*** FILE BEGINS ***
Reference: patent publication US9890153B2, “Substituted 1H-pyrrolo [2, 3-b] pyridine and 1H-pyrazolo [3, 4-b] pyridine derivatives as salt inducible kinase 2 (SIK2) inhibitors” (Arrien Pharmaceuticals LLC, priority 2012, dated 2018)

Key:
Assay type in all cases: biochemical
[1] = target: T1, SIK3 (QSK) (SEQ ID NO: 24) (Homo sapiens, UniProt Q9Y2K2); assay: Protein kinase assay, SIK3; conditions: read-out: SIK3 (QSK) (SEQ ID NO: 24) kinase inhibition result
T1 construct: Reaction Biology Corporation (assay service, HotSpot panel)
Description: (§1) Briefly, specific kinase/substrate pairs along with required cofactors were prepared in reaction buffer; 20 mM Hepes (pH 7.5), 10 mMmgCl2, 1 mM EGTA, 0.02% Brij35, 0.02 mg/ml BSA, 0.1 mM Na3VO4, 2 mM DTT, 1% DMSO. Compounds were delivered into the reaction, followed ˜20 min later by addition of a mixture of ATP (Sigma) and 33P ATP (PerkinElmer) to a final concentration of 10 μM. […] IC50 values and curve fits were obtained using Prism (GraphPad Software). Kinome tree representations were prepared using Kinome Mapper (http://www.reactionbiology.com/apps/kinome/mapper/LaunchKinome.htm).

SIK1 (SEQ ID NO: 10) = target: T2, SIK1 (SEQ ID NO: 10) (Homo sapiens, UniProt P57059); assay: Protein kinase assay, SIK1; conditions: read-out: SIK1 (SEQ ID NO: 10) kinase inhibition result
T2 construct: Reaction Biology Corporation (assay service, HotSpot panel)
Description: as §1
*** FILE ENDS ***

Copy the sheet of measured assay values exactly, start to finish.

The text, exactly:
Reference: patent publication US9890153B2, “Substituted 1H-pyrrolo [2, 3-b] pyridine and 1H-pyrazolo [3, 4-b] pyridine derivatives as salt inducible kinase 2 (SIK2) inhibitors” (Arrien Pharmaceuticals LLC, priority 2012, dated 2018)

Key:
Assay type in all cases: biochemical
[1] = target: T1, SIK3 (QSK) (SEQ ID NO: 24) (Homo sapiens, UniProt Q9Y2K2); assay: Protein kinase assay, SIK3; conditions: read-out: SIK3 (QSK) (SEQ ID NO: 24) kinase inhibition result
T1 construct: Reaction Biology Corporation (assay service, HotSpot panel)
Description: (§1) Briefly, specific kinase/substrate pairs along with required cofactors were prepared in reaction buffer; 20 mM Hepes (pH 7.5), 10 mMmgCl2, 1 mM EGTA, 0.02% Brij35, 0.02 mg/ml BSA, 0.1 mM Na3VO4, 2 mM DTT, 1% DMSO. Compounds were delivered into the reaction, followed ˜20 min later by addition of a mixture of ATP (Sigma) and 33P ATP (PerkinElmer) to a final concentration of 10 μM. […] IC50 values and curve fits were obtained using Prism (GraphPad Software). Kinome tree representations were prepared using Kinome Mapper (http://www.reactionbiology.com/apps/kinome/mapper/LaunchKinome.htm).

SIK1 (SEQ ID NO: 10) = target: T2, SIK1 (SEQ ID NO: 10) (Homo sapiens, UniProt P57059); assay: Protein kinase assay, SIK1; conditions: read-out: SIK1 (SEQ ID NO: 10) kinase inhibition result
T2 construct: Reaction Biology Corporation (assay service, HotSpot panel)
Description: as §1